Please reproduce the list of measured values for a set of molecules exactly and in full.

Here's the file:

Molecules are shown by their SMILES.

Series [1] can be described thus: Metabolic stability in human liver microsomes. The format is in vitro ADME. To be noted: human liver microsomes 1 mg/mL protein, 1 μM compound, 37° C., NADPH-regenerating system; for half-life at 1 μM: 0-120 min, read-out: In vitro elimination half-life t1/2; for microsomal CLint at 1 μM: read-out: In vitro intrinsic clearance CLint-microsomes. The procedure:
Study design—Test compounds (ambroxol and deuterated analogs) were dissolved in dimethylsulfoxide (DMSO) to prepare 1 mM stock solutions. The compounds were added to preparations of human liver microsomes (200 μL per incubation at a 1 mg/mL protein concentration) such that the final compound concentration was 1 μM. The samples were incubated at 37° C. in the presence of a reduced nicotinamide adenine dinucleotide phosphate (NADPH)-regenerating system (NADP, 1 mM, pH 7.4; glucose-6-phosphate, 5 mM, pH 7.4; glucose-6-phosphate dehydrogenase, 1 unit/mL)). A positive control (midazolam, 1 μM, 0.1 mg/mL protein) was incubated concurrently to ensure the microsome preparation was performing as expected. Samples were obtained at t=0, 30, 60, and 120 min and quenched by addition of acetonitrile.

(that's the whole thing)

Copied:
Molecules are shown by their SMILES.

Series [1] can be described thus: Metabolic stability in human liver microsomes. The format is in vitro ADME. To be noted: human liver microsomes 1 mg/mL protein, 1 μM compound, 37° C., NADPH-regenerating system; for half-life at 1 μM: 0-120 min, read-out: In vitro elimination half-life t1/2; for microsomal CLint at 1 μM: read-out: In vitro intrinsic clearance CLint-microsomes. The procedure:
Study design—Test compounds (ambroxol and deuterated analogs) were dissolved in dimethylsulfoxide (DMSO) to prepare 1 mM stock solutions. The compounds were added to preparations of human liver microsomes (200 μL per incubation at a 1 mg/mL protein concentration) such that the final compound concentration was 1 μM. The samples were incubated at 37° C. in the presence of a reduced nicotinamide adenine dinucleotide phosphate (NADPH)-regenerating system (NADP, 1 mM, pH 7.4; glucose-6-phosphate, 5 mM, pH 7.4; glucose-6-phosphate dehydrogenase, 1 unit/mL)). A positive control (midazolam, 1 μM, 0.1 mg/mL protein) was incubated concurrently to ensure the microsome preparation was performing as expected. Samples were obtained at t=0, 30, 60, and 120 min and quenched by addition of acetonitrile.